Warning: This story contains details of child abuse that may be disturbing to some readers.
A Richmond man who assaulted his young son tried and failed to get a new trial to overturn his conviction.
The incident took place in 2019 at the dad’s Richmond home while they were “play fighting,” an activity that “(the son) and his father sometimes engaged in, where they tried to knock the other person off the couch,” according to B.C. Supreme Court justice Anita Chan.
Moments before the incident, according to court documents, the 12-year-old son had tried to get his phone back from the dad after it was taken away a few days before.
When the dad refused, the son got angry and flipped over a chair in his playroom. He then went out to the living room and asked to play fight.
When the son accidentally damaged his dad’s glasses while play fighting, the dad apparently became “very angry,” and started yelling at the son.
The dad then chased the son into the playroom, grabbed him, “twisted his arm behind his back, and threw him repeatedly on a chair, then on the floor.” He also pinned the son’s head against a wooden frame of an art project and punched the other side of the son’s head.
The son told the court that both his ears were injured, and an older cousin had intervened and told the dad to stop.
Later that night, the son was taken to meet his mom, who was divorced from his dad.
She noticed his injured ears and reported it to the police. Although the son mentioned earlier violent incidents with his dad, they were dismissed by the trial judge due to the vagueness of his evidence.
Dad claimed son had history of assault
However, the dad’s version of events was completely different.
He claimed his son had a history of assaulting him and said his son was “upset about not getting his phone back,” tried to search for the phone, and placed bars of soap and magazines on his head.
According to the dad, the son kicked and punched him and even tried to choke him by wrapping a jacket around his head while play fighting. The son then went into his playroom and threw a chair.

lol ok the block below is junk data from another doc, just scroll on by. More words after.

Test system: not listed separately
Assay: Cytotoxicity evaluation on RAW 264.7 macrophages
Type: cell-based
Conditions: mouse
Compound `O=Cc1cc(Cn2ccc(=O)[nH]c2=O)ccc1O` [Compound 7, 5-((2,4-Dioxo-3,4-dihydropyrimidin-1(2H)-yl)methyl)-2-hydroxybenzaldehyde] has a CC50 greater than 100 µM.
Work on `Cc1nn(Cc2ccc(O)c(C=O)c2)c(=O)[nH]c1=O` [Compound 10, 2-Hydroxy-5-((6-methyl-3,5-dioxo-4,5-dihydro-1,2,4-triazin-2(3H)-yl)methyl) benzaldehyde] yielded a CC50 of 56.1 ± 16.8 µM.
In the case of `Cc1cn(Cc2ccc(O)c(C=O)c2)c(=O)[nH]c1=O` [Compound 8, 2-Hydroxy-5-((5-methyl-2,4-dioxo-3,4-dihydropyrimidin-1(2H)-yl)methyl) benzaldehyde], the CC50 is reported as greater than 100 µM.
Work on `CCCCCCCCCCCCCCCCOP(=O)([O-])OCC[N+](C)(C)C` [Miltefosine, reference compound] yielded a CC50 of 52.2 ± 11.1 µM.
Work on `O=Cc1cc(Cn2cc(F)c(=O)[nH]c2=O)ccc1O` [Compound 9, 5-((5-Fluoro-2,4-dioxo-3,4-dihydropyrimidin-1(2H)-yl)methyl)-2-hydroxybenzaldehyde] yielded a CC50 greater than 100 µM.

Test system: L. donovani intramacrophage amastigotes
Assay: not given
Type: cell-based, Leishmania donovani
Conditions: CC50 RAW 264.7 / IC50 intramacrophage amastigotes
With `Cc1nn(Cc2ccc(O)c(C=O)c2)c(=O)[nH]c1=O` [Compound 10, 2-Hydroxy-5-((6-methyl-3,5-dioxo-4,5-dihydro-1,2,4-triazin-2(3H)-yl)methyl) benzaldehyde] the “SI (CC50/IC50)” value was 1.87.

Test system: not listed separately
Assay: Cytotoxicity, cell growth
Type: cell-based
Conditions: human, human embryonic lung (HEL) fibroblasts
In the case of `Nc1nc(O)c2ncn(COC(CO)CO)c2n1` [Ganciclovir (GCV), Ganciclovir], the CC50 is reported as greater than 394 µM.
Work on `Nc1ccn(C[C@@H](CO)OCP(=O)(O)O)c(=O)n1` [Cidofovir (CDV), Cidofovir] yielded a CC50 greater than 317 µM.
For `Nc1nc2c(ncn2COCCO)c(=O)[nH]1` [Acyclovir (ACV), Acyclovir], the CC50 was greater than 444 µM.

He told the court that when he went into the playroom, his son “kicked him repeatedly in the groin and punched him in the face, damaging (the dad’s) eyeglasses.”
He claimed he was trying to control his son by putting him on a chair and later on a mattress on the floor, where the son come in contact with wood on an art project while rolling around.
“The (dad said he) tried to hold (his son’s) head still, as (his son) was head-butting him repeatedly,” said justice Anita Chan.
The dad claimed the older cousin had told his son to “stop assaulting his father” and while he had suffered injuries, he never saw any injuries on his son.
He was tried in 2020 and convicted of assaulting his son in 2021.
Dad questioned son’s credibility
In the dad’s appeal, he claimed the trial judge had made mistakes by judging his son’s credibility based on his son’s consistent prior recorded statements. He also argued that a pediatric doctor was not qualified to comment on whether his son’s injuries were accidental or not.
Judge Chan disagreed with the dad’s arguments.
While it is true that consistent statements made outside of court can’t be used to “bolster” a witness’ credibility, Chan said it was permissible for the trial judge to reference the prior statements to assess the son’s credibility.
“In his submission, counsel for the (dad) directly called into question (the son’s) credibility, calling him a ‘Dr. Jekyll and Mr. Hyde’ type of person,” Chan said.
“The (dad’s) counsel argued (the son) kept changing his story, and as such, he ought not to be believed.”
Judge Chan found that the pediatric doctor, who has worked in the B.C. Children’s Hospital’s Child Protection Service Unit for the past 20 years assessing children for suspected child abuse, was qualified to give evidence on the son’s injuries.
The dad’s appeal was dismissed.